The Travelers from Europe come to visit various libraries and bookstores scattered in Islamic centers during the great age of Islam in the Middle Ages. They get books from the library, and translate it into Latin. According to the notes of Jacquart (1996), in the field of medicine itself, they took more than 40 major books which they translated into Latin, and had a significant influence on the progress of medicine in Europe until the revival of Europe in the 14th Century. They recite the names of Arabic writers in Latin, or even change them into pseudonyms. This is possible because in Islam there is no copyright. For more details about the names of Arabic writers/researchers, translators, and writers pronounced in Latin are presented in Table 1.
Referring to Table 1., Hunayn Ibnu Ishaq in Latin is called Constantinus Africanus, Iohannitius, and Hunen. Ali Ibn Abbas Al-Majusi is called by two names, namely: Constantinus Africanus and Haly Abbas. Qusta Ibn Luqo is called Costa Ben Luca and Contabulus. Twin names are also addressed to Al-Zahrawi and Ibn Butlan. Al-Zahrawi is called Albucasis and Alcoati, whereas Ibn Butlan is called Ibn Botlan and Elluchasem Elimithar. In addition, the Latin names mentioned in the translation are very far from Arabic expressions. According to Jacquart (1996), there are only three Latin names that are similar to Arabic expressions. Ishaq Ibn Sulayman Al-Israeli is called Isaac Israeli; Ibn Butlan is called Ibn Botlan; and Al-Kindi with Jacob Al-Kindi. In addition, the name Constantinus Africanus is used for Ishaq Ibn Imran and Ibn Al-Jazzar.
The blurring of the names of Arabic writers and researchers in Latin, according to Jacquart (1996), is intended to eliminate the role of Arabic (Islam) for the development of science in Europe. They want to suggest that Europe received knowledge not from Arabic but from Greece. Jacquart next emphasized:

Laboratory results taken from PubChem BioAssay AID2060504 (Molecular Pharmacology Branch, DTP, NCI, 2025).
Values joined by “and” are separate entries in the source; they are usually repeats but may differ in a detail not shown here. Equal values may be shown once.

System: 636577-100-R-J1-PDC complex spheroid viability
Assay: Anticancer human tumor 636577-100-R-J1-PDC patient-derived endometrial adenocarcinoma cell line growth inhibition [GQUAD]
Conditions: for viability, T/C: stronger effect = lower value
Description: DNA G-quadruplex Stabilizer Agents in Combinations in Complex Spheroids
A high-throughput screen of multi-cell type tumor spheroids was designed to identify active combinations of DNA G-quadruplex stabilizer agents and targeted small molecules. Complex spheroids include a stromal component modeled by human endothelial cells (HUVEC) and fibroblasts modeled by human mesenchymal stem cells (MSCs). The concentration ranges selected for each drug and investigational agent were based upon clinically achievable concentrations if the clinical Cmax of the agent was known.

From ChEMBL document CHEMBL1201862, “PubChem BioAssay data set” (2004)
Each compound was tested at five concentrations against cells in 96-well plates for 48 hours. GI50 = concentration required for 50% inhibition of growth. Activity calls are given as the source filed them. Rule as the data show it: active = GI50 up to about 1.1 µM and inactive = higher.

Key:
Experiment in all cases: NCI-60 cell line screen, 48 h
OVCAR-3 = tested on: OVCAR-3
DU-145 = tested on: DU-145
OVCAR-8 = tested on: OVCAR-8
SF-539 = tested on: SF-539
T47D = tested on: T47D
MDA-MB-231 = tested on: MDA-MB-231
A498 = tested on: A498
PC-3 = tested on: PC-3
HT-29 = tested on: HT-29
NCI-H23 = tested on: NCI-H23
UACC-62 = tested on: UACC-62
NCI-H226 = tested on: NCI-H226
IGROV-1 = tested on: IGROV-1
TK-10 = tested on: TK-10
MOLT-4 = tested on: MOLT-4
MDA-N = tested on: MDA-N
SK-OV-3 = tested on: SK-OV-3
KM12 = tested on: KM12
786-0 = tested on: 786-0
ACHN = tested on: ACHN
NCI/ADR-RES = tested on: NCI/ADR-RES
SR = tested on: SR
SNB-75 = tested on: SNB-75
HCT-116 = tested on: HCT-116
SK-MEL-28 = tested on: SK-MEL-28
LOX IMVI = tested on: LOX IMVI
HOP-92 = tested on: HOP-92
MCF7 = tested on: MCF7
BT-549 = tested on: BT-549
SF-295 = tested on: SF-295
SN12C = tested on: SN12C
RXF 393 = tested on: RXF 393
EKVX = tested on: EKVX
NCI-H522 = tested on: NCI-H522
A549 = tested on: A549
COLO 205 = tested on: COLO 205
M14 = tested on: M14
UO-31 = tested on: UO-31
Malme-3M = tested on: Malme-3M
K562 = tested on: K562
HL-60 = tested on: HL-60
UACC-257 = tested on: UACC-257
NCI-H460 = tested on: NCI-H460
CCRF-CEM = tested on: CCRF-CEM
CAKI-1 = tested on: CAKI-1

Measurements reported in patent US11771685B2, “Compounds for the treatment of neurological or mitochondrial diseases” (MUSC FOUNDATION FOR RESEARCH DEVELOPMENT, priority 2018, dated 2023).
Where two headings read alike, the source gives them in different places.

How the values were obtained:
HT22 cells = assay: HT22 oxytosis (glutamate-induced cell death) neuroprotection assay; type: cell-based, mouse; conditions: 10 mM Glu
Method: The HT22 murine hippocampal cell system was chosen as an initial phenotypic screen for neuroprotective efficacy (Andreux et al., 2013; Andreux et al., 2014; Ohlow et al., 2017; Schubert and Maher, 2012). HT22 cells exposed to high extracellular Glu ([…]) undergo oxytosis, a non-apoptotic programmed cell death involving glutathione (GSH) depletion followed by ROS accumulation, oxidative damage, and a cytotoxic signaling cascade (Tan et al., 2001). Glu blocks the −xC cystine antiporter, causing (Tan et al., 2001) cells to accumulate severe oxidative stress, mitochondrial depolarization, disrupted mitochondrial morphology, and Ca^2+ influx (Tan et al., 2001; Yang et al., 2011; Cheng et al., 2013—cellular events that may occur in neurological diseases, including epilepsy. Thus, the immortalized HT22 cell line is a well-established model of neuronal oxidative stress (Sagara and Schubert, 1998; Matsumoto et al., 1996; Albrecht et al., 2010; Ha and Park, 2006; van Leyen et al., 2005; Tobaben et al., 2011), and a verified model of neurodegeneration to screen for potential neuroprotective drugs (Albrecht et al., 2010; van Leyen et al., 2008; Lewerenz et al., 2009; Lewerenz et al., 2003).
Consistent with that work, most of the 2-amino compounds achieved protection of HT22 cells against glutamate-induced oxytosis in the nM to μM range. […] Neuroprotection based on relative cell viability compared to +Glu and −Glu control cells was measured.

“… Translators did not hesitate to ecognize the works which he translated into Latin as his own, hoping tp present them as a rediscovery of Greek sciences, of which he considered himself to be the coadunator, i.e. the co-ordinator (Jacquart, 1996: 964).
Tabel 1. The names of Transslators, Arab Authors, and Its Pronounciation
|Arab Authors/Researcher||The Name of Arab Author/Resarcher in Latin’s Pronounciation|
|Hunayn Ibn Ishaq dan Hubayshi||Iohannitius|
|Ishaq Ibn Sulayman Al-Israeli||Isaac Israeli|
|Hunayn Ibn Ishaq||Constantinus Africanus|
|Ali Ibn Abbas Al-Majusi||Constantinus Africanus|
|Ishaq Ibn Imran||Constantinus Africanus|
|Ibn Al-Jazzar||Constantinus Africanus|
|Yuhanna Ibn Masawayh||Iohannitius Damasceni|
|Qusta Ibn Luqo||Costa Ben Luca|
|Ali Ibn Ridwan||Haly Rodohan|
|Yuhana Ibn Sarabiyun||Serapio|
|Ali Ibn Isa||Jesu Haly|
|Ibn Butlan||Ibn Botlan|
Source: Processed from Danielle Jacquart, 1996: 981-982.
In fact, according to Jacquart, the works of translation in the field of medicine, became material for the establishment of the University in Paris in 1187 after the death of Gerard of Cremona – one of the main translators of Arabic medical books; or one Century after the death of Constantine The African – translator of other Arabic medical works. Furthermore, with the provision of Arabic medical books, by the middle of the 13th Century in Paris three major medical faculties had been established. The books of the results of the translation of Toledo and Constantine are the main books and become a point of learning for medicine at the faculty.
The translation of Islamic science is not only in the field of medicine, but also in other fields, such as chemistry and astronomy. Therefore, the support of the authorities for the development of science which is supported by Islamic endowments is not only beneficial for Muslims but also has a significant effect on the rise of Europe in the 14th century. Therefore, Islam has truly become a mercy for all nature; and Europe should be indebted to Muslim scientists. ***
Jacquart, Danielle. 1996. “The influence of Arabic medicine in the medieval West,” in Roshdi Rashed (ed.), Encyclopedia of The History of Arabic Science. Routledge, London and New York